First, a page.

2012 NBA Playoffs Recap, Day 43

The Miami Heat held off Kevin Durant and the Oklahoma City Thunder to win Game 2 and even the 2012 NBA Finals as the series heads to South Beach. (Photo by Ronald Martinez/Getty Images)

We’ve spent much of the past two seasons dissecting how LeBron James is missing the “clutch” gene. How he rarely carries his team through the 4th quarter of a close game or makes the crucial shot to secure a victory similar to other superstars like, say, Kevin Durant. After the 4th quarter of Game 2 in the 2012 NBA Finals, I’m not convinced LeBron James isn’t a clutch player. I am, however, convinced he isn’t as smart as Kevin Durant.

Perhaps this whole time we’ve been looking at LeBron’s late game shortcomings from the wrong angle. Perhaps it’s not his athleticism and skill that abandon him in tight situations but his head.

Conversely, Durant has consistently made the right basketball plays in the later stages of big games, especially throughout the 2012 postseason. Durant’s brilliance was what made the Thunder unbeatable despite the San Antonio Spurs best efforts in Games 4, 5, and 6. The Spurs played to force Durant into mistakes or hurried/contested shots. When a teammate was open, Durant made the pass. When he had to score, he patiently broke down the defense and got his shot, not the shot the defense wanted.

LeBron hasn’t been so consistent. Yes, his laser to an open Chris Bosh for an easy dunk late in the 4th quarter was a thing of beauty. Though, it did come after LeBron had settled for an off-balance runner. LeBron also committed a costly turnover and in my opinion, was too content in letting teammates not named Dwyane Wade control the ball. More importantly, his in-game decisions suffered.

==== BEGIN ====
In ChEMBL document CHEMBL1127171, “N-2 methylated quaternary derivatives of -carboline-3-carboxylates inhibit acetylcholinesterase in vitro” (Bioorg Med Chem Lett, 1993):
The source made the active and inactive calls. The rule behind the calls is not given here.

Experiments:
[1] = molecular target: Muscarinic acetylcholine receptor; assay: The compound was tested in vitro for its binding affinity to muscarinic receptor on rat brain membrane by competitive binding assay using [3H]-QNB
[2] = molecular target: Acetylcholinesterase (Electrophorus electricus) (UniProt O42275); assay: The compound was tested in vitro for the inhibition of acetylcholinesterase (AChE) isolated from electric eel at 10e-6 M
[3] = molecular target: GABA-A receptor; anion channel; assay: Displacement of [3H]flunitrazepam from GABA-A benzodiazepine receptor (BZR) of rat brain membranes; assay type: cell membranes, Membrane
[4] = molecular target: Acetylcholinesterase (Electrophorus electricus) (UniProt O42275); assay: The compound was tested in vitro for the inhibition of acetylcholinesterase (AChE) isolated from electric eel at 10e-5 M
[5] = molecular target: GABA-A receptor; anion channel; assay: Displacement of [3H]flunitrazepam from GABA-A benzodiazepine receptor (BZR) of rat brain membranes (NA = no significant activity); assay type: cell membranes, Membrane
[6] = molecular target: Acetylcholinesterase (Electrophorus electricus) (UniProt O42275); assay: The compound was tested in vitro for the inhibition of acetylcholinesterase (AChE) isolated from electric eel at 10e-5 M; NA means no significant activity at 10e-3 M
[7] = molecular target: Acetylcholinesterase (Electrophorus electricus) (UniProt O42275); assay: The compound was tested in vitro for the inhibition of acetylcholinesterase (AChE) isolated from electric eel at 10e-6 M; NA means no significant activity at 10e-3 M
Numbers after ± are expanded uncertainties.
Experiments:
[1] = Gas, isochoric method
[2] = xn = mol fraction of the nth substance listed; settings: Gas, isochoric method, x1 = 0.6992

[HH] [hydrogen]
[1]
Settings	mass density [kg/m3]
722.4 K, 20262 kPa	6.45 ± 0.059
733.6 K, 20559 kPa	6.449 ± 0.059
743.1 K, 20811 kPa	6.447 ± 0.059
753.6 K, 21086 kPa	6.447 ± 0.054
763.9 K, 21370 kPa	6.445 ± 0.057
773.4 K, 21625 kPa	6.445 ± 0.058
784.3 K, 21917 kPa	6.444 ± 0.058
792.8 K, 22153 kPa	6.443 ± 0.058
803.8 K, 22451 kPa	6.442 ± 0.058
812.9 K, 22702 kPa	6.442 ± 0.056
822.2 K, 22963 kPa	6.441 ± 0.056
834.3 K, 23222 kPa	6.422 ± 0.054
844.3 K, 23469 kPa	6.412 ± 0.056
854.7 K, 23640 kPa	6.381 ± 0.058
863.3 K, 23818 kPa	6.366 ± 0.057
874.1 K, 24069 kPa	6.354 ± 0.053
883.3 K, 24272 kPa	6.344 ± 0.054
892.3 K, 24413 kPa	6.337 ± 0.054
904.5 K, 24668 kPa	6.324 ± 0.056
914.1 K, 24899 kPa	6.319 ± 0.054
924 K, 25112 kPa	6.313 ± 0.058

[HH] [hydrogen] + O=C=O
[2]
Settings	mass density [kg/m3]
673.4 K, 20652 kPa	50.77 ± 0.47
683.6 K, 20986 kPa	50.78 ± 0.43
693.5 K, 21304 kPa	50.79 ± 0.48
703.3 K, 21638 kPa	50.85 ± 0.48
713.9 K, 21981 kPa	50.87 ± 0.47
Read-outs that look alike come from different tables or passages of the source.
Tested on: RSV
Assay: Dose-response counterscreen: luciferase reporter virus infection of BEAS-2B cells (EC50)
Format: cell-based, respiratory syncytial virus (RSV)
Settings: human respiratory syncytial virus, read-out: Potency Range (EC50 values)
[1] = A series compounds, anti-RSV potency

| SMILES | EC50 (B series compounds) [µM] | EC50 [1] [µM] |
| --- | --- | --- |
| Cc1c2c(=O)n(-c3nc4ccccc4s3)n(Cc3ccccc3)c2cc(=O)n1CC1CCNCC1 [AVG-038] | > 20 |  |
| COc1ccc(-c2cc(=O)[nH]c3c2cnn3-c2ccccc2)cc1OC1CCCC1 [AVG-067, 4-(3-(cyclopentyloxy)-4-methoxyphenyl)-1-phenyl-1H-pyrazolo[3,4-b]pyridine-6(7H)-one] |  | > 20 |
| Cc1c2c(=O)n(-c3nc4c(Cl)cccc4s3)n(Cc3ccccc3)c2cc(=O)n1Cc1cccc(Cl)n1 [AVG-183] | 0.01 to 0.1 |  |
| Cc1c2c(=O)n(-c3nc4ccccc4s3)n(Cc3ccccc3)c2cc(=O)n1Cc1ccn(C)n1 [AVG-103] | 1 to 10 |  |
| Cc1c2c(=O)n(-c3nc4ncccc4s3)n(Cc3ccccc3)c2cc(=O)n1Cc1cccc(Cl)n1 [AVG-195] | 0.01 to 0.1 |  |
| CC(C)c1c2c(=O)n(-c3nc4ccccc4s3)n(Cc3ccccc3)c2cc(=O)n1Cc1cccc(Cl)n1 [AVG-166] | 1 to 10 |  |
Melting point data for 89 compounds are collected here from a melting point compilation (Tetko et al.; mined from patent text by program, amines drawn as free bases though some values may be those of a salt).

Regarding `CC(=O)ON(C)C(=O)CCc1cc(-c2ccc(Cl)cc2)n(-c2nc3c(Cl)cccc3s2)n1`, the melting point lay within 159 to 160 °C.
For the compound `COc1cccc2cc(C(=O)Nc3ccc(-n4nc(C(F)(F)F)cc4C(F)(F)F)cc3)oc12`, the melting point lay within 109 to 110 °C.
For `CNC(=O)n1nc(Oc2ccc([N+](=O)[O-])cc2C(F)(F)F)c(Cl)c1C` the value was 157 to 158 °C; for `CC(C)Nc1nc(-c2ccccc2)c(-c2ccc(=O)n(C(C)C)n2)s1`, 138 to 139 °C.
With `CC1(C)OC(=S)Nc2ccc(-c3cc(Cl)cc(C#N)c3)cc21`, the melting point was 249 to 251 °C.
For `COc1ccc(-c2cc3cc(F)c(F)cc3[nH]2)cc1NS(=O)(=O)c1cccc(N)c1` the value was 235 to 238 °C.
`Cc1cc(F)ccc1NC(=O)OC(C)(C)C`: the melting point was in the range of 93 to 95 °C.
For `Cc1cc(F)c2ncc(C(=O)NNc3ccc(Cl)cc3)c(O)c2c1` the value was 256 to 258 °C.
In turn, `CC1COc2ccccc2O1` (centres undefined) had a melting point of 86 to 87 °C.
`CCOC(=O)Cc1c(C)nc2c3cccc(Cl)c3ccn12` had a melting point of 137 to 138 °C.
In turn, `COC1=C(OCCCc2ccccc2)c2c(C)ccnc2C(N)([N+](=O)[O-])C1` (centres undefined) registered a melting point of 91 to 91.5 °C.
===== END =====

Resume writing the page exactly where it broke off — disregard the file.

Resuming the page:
With Oklahoma City making a run in the final minutes, LeBron should have put his head down and attacked the rim with fury. He’s the most explosive athlete in the league. If the Thunder hoped to stop him at the rim, their efforts likely would have resulted in a foul or an open Heat teammate. Wade proved as much in the final minutes when he attacked the rim and found an open Bosh for an uncontested dunk after the Thunder defense collapsed to the ball.

Miami’s greatest asset in this series is Wade and LeBron relentlessly attacking the rim. Yet for whatever reason, with the Heat up only two with less than a minute to play, LeBron casually dribbled out the shot clock four feet beyond the three point line before taking an awful three that missed badly. Not even for a millisecond did LeBron threaten to attack. He gave the Thunder a get-out-of-jail free card and it nearly cost the Heat the game. Did LeBron miss that shot because he’s not clutch? No. He missed it because it was an impossible shot. His talent didn’t fail him there. His brain did.

So why is it that Durant is smarter in crunch time situations? The answer: Persona. LeBron craves attention and being a “brand.” Durant craves winning and getting better at his craft. I have no proof of this, but I’d bet money Durant studies basketball year round. He can’t get enough of it. You can see it in the way he carries himself on the court and the way he speaks about the game off it. Durant wants to learn. He wants to get better. He wants to understand the game and all its intricacies. Most importantly, he wants to win. And not because winning means money and fame, but because winning means you’re the best.

For LeBron, basketball is less of a passion and more a means to an end. LeBron wants Jordan’s fame and status. He wants to be the best ever, and not because of a burning desire to be the best, but for the attention and idolization that comes with it. LeBron is an entertainer that happens to be the world’s premiere basketball player. Durant is a humbled man driven to be the best and win at any cost. Critical game situations don’t scare Durant because failure doesn’t scare him. Failure is simply another motivator. For LeBron, failure tarnishes his legacy and his brand. A brand Kevin Durant passed up for winning. And really, when it’s all said and done, is there a better brand than winning?

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